…that smells funny, because they happily take their out-of-date goods in bulk off the hands of credible restaurants, in order to keep their customers happy with cheap buffets that’ll probably be the death of them.

    • Mr_Day says:

      I think it is more like letting you marry your wife but only seeing her with a chaperone.

      Then beating her up.

    • DMJ says:

      @Mr_Day:

      And you can’t see her if the chaperone is unavailable. And the chaperone has some sort of chronic disease that means he is off sick a lot. And he gave that disease to your wife. And to you.

    • Catastrophe says:

      “I’m sorry sir, we seem to be completely out of the Venison Steak you have pre-ordered, but as compensation…”

      **Blunt interuption**

      “You’ll reimburse my money?”

      “No sir, better, we can order a Happy Meal for you for no extra cost!…

      but they are out of the Toys…

      but you’ll get 2 ketchups so its all good.”

      “I feel empty inside”.

  16. Stupid Fat Hobbit says:

    This a fairly empty PR gesture; it doesn’t cost Ubisoft anything (except some bandwidth) to give free digital downloads of crap games to people who probably would’ve bought them already if they wanted them. In exchange, they get some (comparatively) good press.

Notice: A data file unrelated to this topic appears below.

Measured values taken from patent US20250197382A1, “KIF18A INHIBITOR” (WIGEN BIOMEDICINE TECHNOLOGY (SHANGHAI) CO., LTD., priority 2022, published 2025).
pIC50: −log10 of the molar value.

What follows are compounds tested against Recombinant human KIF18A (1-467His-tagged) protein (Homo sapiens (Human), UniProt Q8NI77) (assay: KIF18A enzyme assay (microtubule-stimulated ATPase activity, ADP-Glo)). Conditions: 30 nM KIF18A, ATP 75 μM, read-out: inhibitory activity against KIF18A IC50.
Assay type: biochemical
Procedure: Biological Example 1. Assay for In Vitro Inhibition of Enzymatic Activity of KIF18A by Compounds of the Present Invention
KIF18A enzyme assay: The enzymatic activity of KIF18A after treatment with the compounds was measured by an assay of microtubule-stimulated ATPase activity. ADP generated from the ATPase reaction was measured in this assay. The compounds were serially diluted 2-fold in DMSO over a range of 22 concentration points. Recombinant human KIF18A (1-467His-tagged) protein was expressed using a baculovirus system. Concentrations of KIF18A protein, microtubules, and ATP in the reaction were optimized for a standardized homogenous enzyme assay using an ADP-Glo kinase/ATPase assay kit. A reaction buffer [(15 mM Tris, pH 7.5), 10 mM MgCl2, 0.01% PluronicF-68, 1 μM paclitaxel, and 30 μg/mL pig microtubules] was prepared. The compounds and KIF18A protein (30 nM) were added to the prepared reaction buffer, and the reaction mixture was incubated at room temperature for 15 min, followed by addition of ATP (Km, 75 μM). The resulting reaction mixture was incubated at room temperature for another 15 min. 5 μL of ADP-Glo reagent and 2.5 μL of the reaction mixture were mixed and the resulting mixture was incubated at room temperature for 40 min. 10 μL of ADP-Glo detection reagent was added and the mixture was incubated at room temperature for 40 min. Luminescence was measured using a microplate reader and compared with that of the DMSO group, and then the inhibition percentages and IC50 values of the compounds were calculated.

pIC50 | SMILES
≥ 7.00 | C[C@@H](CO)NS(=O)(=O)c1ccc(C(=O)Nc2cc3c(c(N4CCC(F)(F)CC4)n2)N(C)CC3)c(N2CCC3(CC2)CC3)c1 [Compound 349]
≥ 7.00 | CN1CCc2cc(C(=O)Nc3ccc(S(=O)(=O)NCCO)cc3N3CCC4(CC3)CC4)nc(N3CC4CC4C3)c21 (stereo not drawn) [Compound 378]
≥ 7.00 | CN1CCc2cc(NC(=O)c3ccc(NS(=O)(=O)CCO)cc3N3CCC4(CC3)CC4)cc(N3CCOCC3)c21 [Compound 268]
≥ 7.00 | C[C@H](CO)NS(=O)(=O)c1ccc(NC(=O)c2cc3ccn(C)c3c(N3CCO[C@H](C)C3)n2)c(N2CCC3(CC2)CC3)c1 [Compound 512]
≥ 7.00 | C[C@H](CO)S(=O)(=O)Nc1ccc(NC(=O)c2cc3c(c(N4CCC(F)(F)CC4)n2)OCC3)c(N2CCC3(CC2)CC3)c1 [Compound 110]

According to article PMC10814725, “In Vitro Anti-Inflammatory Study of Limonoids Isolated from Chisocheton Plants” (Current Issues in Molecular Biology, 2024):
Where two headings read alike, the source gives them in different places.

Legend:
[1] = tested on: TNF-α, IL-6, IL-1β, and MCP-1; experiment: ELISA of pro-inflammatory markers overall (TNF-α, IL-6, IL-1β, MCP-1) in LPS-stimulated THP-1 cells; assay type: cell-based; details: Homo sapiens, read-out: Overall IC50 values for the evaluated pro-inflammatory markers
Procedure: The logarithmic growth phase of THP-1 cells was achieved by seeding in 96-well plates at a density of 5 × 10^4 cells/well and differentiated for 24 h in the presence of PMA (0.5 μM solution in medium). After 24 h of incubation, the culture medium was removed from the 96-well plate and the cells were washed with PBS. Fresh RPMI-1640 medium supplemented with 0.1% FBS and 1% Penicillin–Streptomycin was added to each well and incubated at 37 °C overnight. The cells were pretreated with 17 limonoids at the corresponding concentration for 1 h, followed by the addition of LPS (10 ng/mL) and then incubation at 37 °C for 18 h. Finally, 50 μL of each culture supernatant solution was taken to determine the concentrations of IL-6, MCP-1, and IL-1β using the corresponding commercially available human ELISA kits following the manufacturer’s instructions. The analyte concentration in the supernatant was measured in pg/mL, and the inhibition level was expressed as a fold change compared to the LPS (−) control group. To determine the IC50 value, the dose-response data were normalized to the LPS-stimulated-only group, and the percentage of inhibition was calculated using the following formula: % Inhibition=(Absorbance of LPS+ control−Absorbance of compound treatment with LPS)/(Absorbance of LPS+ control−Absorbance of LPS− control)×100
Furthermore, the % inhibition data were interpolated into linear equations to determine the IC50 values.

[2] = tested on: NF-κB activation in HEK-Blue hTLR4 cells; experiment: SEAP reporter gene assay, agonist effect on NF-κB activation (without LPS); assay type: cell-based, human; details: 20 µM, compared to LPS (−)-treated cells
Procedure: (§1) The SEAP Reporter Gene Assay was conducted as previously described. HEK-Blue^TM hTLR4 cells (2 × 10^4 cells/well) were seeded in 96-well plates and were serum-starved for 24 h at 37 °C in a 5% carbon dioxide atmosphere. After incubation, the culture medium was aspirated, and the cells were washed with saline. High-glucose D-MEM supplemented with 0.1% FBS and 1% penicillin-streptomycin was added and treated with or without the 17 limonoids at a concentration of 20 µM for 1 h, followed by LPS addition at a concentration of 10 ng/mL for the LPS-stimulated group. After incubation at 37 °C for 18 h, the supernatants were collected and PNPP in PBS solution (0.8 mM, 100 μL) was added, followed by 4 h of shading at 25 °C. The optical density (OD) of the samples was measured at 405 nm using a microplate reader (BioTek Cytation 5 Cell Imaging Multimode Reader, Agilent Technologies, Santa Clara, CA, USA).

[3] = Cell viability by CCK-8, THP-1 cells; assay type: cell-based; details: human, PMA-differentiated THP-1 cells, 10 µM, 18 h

Hopefully this kind of damage control is a sign that this whole fiasco has hurt their bottom line. As others have pointed out, AC2 being sold at £16 less than a month after release suggests so.

  17. FunkyB says:

    @Samuel
    Steam’s offline mode will stop you playing after an indeterminate amount of time (about 2 weeks seems to be the most-quoted length). This is indeed a disadvantage.

    I love Steam, but let’s not pretend that it isn’t DRM, it is just by far the most /balanced/ DRM scheme at the moment. It gives, and it takes, as opposed to Ubisoft’s effort which only takes and it takes a huge amount.

    • Wulf says:

      “Steam’s offline mode will stop you playing after an indeterminate amount of time (about 2 weeks seems to be the most-quoted length).”

      Citation? If we’re being anecdotal, I’ll counter that by pointing out that I often get three weeks out of it, it’s pretty good like that.

      “This is indeed a disadvantage.”

      Is it? Having to logon to their servers once every 2/3 weeks is a disadvantage? Compared to what? It’s positively benign compared to other DRM and I think this is the point that many Steam supporters are making. It’s nothing like the evils of SecuROM rootkits or Ubisoft always-on madness.

      “I love Steam, but let’s not pretend that it isn’t DRM, […]”

      Is anyone really making that claim? I haven’t been. All I see is people saying that it’s the most benign and benevolent form of DRM, so much so that it’s sane, and waving our arms and screaming about benevolent, sane DRM like Steam makes us look like frothing, rabid, paranoid imbeciles.

      “[…] it is just by far the most /balanced/ DRM scheme at the moment. It gives, and it takes, as opposed to Ubisoft’s effort which only takes and it takes a huge amount.”